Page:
MMA fighter, poet shares lessons

Poet, world traveler and former mixed martial arts fighter Cameron Conaway presented “Bare Knuckle Warrior Poetics: On Fighting, Writing and the Worlds Between,” a lecture dedicated to sharing his learned experiences while living in Thailand. Photo by Amber Levenhagen.
Poet, world traveler and former mixed martial arts fighter Cameron Conaway presented “Bare Knuckle Warrior Poetics: On Fighting, Writing and the Worlds Between,” a lecture dedicated to sharing his learned experiences while living in Thailand. Photo by Amber Levenhagen.

By Nicole Aimone

March 2, 2016

Cameron Conaway went from being a poet to a journalist because of a story he saw on CNN about male sex trafficking in Thailand, he told a crowd of UW-Whitewater students.

He discovered a group of boys of seven and eight years old, who were sold into a life of sex slavery, and as a result contracted HIV/AIDs. This story was what made him realize that journalism was a medium that could help get the boys stories out in a much more efficient and effective way.

“Poetry or a book wasn’t going to do it, it would be a year before anything even hit the shelf,” Conaway said. “That wasn’t going to help. Journalism could.”

His story not only helped to bring attention to the many problems that young people faced in Thailand, but also the ability of anyone to do what they feel they should do, Conaway said.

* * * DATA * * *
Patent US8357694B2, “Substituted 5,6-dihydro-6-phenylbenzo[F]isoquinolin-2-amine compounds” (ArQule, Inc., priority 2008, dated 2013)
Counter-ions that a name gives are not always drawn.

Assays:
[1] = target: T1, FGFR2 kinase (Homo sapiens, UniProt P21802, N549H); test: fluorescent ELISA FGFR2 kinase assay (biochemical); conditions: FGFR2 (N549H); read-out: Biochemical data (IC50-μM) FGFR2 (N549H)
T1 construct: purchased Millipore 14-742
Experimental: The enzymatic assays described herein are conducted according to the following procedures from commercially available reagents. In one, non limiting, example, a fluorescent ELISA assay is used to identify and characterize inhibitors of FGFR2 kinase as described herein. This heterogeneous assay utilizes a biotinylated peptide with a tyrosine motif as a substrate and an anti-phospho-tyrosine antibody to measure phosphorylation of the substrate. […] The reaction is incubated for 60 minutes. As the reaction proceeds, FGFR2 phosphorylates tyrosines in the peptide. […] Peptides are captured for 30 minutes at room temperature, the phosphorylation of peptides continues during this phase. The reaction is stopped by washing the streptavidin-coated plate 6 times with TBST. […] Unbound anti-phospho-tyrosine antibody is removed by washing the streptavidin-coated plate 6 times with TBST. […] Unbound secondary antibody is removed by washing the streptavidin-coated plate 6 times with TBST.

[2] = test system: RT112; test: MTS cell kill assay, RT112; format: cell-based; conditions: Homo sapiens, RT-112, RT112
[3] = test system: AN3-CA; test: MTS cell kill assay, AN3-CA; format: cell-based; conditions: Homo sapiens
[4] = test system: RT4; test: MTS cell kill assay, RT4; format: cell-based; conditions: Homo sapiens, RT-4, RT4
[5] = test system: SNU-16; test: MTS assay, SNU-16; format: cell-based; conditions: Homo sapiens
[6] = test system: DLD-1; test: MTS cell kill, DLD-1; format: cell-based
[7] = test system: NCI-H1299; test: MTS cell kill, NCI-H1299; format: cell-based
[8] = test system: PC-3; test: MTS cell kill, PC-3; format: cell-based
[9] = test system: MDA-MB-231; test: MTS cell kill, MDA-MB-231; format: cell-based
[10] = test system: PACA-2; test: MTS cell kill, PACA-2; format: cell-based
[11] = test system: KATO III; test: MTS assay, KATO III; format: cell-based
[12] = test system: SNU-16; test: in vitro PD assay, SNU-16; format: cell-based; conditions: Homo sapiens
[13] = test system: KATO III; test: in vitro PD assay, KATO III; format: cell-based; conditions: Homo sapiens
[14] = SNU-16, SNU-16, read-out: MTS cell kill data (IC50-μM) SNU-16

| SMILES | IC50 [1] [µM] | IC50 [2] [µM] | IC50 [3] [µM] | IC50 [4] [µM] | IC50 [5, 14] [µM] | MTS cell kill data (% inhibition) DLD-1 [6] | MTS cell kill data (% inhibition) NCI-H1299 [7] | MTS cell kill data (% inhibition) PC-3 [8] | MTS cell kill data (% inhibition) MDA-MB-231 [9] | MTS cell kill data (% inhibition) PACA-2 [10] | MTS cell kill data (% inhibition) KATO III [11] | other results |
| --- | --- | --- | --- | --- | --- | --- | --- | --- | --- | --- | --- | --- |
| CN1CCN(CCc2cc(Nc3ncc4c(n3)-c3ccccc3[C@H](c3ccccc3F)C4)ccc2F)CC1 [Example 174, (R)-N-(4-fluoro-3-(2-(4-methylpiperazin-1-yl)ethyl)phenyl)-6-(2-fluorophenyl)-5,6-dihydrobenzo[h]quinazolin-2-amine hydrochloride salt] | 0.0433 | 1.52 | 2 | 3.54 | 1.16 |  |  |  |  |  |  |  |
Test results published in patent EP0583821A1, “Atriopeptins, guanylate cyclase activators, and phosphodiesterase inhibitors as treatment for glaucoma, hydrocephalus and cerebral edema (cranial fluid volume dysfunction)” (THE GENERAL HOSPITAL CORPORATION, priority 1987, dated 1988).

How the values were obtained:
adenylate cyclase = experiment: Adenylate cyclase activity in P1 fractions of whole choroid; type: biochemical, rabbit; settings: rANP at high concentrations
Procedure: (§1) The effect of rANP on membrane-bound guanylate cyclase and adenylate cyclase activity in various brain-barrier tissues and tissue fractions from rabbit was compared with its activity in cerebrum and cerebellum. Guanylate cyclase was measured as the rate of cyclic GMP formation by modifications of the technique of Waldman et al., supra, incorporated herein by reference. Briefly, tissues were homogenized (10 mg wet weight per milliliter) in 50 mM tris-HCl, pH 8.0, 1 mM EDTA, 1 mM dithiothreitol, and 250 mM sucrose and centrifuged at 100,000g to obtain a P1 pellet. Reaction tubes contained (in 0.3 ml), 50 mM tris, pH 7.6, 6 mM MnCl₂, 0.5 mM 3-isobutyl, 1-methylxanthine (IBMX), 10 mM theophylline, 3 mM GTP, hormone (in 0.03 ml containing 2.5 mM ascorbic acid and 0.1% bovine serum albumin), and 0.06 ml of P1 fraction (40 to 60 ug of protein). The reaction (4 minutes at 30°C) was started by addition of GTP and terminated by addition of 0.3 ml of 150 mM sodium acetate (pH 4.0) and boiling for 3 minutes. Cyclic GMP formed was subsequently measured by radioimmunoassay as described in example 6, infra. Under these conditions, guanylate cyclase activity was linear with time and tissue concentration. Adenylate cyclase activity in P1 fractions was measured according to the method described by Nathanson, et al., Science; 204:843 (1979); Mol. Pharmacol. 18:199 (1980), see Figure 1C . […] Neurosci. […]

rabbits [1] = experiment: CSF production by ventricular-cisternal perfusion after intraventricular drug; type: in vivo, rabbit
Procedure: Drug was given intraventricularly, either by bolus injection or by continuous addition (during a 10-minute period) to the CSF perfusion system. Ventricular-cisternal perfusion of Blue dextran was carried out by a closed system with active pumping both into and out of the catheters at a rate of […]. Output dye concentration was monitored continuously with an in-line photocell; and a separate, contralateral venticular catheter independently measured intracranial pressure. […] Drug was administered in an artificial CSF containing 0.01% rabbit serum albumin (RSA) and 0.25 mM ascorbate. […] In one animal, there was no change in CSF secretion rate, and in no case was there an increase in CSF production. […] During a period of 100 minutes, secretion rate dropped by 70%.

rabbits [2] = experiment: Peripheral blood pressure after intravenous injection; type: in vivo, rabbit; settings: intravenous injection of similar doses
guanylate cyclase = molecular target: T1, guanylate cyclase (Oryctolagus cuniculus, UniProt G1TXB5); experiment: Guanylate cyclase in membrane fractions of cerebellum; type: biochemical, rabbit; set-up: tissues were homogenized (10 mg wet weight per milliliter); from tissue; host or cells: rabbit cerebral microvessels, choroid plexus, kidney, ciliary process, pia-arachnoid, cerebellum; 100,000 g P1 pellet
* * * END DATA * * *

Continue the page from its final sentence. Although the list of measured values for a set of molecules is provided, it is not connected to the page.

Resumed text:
“You weren’t just there, you were present,” Conaway said as he presented “Bare Knuckle Warrior Poetics” for the College of Letters and Sciences Lecture series on Feb. 29 in Young Auditorium.

Conaway, a former mixed martial arts fighter, presented many lessons about life, as well as issues from around the world he learned about during his many different careers and travels.

One of the lessons that Conaway shared with students was the importance of being present both physically and mentally.

“I have also come to believe that presence isn’t just a thing that you do, it’s a gift,” Conaway said.

This was a lesson that was taught to him while he studied meditation with monks while living in Thailand.

Conaway also impressed the significance of the impact that words, actions and stereotypes have on young people. He stressed the impact of gender stereotypes by sharing a story of when he began identifying as a poet, as people started to assume he was gay.

“When a boy hears stuff like that, they don’t just shake it off, it actually goes into them, and they take it in, and actually start to live by it, and it’s just really harmful,” Conaway said.

This lesson was eye-opening for some students.

“This was something that I never really thought about before, and I think it’s  a good thing to hear,” freshman Mason Mueller said.

One of the issues brought to Conaway’s attention was the rate of malaria in Thailand, where he was able to see first hand the effects of the illness on people with a malaria researcher.

“It has killed 20-25 percent of people, and we still can’t find a vaccine for it,” Conaway said.

During his experiences with people infected with malaria, he also heard of a problem referred to as “ship break.” This is when cruise ships that are no longer able to sail are retired to the coasts of Thailand, and young boys are put to work to dismantle the ship, which are full of toxic chemicals.

Freshman Corey Haack took away the ideals of not giving up on your passions in life.    

“What you can take away from this is to follow your dreams, or follow what you believe in because he did what he wanted to do,” Haack said.

Print Friendly, PDF & Email